Texas Governor Rick Perry (R) on Friday issued an executive order that made Texas the first state to require girls entering the sixth grade to receive the HPV vaccine, beginning in September 2008. The Food and Drug Administration (FDA) approved Gardasil, a vaccine that prevents several strands of the sexually transmitted disease human papillomavirus (HPV), in June 2006. Gardasil is approved for women ages nine-26 to prevent cervical cancer and genital warts caused by HPV types 6, 11, 16, and 18.
Though Governor Perry is known as a social conservative, his press secretary, Robert Black, told The Dallas Morning News, "He came to the conclusion it was the right thing to do. You don't have opportunities like this where you can certainly prevent a cancer. It�s never happened before, so it would be irresponsible to walk away from it."
Texas has the second highest number of women with cervical cancer in the country, the New York Times reports. Governor Perry pointed out in his executive order that there were 1,169 new cases and 391 deaths from cervical cancer in Texas in 2006.
11/25/2014 Marissa Alexander Has Accepted a Plea Deal - Marissa Alexander, the woman imprisoned for firing a warning shot in the presence of her abusive husband, chose to accept a plea deal Monday with the state of Florida, pleading guilty to three felony counts of aggravated assault.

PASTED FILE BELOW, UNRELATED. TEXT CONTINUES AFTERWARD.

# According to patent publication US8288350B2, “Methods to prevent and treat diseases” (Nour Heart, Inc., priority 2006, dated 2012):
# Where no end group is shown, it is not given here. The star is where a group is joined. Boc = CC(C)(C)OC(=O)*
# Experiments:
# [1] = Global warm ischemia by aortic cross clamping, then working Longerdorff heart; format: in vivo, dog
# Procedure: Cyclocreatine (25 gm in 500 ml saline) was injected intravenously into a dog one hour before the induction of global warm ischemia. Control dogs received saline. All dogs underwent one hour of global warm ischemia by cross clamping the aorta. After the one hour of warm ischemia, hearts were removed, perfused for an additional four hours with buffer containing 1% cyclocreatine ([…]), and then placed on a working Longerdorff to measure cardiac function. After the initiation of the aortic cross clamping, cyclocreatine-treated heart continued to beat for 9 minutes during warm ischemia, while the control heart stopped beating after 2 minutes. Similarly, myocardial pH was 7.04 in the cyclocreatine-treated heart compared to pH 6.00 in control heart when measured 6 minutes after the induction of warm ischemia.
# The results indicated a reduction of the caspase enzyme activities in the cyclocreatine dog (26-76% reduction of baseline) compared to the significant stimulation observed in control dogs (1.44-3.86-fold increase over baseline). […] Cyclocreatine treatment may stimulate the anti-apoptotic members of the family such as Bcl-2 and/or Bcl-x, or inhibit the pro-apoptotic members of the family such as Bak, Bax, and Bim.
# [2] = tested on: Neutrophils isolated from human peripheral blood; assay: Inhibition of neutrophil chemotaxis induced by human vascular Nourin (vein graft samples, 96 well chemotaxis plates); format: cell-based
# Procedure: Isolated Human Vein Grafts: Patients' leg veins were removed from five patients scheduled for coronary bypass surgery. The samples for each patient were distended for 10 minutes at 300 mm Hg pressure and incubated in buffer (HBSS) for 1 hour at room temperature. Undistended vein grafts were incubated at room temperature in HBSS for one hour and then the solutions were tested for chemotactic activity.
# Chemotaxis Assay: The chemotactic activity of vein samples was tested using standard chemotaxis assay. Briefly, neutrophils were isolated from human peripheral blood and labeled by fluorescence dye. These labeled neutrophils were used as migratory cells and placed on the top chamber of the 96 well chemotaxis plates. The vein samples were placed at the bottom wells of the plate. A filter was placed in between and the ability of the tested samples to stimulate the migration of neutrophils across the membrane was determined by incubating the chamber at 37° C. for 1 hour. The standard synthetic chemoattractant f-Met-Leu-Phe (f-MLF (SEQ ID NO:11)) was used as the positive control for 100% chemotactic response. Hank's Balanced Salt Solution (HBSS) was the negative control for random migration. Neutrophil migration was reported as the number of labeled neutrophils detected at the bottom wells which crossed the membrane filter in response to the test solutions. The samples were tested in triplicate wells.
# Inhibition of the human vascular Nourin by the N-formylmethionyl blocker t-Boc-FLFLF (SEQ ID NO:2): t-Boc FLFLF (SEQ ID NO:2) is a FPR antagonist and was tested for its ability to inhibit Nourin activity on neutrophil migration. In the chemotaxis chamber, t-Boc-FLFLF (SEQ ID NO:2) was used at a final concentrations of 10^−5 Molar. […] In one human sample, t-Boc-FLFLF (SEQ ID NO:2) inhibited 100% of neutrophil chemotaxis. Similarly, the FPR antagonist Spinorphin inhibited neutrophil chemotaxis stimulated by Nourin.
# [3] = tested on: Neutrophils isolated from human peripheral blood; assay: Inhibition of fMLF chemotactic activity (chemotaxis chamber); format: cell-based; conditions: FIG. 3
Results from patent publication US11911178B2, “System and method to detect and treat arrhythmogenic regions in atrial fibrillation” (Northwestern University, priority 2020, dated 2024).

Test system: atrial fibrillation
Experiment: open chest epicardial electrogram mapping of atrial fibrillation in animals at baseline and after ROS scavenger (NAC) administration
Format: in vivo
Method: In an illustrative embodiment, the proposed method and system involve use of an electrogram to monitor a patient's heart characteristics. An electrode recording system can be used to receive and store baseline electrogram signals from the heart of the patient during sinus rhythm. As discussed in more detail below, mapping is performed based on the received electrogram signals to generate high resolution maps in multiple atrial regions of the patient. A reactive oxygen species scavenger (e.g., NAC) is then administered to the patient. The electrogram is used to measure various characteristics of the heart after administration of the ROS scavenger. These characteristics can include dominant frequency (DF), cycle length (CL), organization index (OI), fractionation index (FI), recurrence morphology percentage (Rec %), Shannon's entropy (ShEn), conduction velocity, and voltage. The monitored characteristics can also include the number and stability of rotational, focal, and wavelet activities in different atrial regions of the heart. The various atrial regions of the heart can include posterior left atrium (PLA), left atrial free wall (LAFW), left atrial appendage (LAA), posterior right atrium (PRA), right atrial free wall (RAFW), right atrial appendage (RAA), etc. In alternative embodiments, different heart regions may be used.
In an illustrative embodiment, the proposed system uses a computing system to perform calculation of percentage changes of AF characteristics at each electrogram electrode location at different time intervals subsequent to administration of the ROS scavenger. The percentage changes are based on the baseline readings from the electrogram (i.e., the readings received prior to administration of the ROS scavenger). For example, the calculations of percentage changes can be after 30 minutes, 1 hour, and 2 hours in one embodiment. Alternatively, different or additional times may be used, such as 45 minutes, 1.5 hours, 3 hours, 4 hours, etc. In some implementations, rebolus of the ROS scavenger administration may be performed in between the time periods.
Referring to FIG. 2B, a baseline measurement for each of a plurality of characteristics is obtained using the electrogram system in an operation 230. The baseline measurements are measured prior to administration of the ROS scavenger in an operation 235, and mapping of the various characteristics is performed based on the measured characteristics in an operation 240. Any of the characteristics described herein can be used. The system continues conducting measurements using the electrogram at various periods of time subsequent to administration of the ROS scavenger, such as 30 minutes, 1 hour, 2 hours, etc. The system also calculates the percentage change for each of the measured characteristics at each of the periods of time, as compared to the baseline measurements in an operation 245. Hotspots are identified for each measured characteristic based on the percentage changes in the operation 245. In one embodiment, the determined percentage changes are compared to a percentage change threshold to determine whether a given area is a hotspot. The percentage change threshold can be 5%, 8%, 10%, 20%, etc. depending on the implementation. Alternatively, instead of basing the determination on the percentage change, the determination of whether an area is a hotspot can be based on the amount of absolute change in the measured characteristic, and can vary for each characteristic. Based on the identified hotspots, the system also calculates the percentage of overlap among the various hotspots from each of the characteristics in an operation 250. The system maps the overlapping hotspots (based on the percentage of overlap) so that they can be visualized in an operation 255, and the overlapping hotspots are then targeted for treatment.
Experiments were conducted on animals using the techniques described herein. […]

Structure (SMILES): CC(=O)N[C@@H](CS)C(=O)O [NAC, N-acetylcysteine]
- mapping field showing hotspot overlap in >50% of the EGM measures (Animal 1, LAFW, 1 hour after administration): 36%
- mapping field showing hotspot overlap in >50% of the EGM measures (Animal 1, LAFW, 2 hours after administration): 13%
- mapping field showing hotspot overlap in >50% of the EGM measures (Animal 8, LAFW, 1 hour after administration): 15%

As part of the plea deal, Alexander received three years imprisonment, but she will be credited for the time she's spent behind bars. . . .
11/24/2014 The City of Louisville Has Overwhelmingly Approved a CEDAW Resolution - The city of Louisville, Kentucky approved a resolution that will use the UN Convention on the Elimination of All Forms of Discrimination Against Women (CEDAW) as a framework for all future policy aimed at ending gender-based discrimination.
Councilwoman Tina Ward-Pugh introduced the resolution, which passed overwhelmingly on November 6. . . .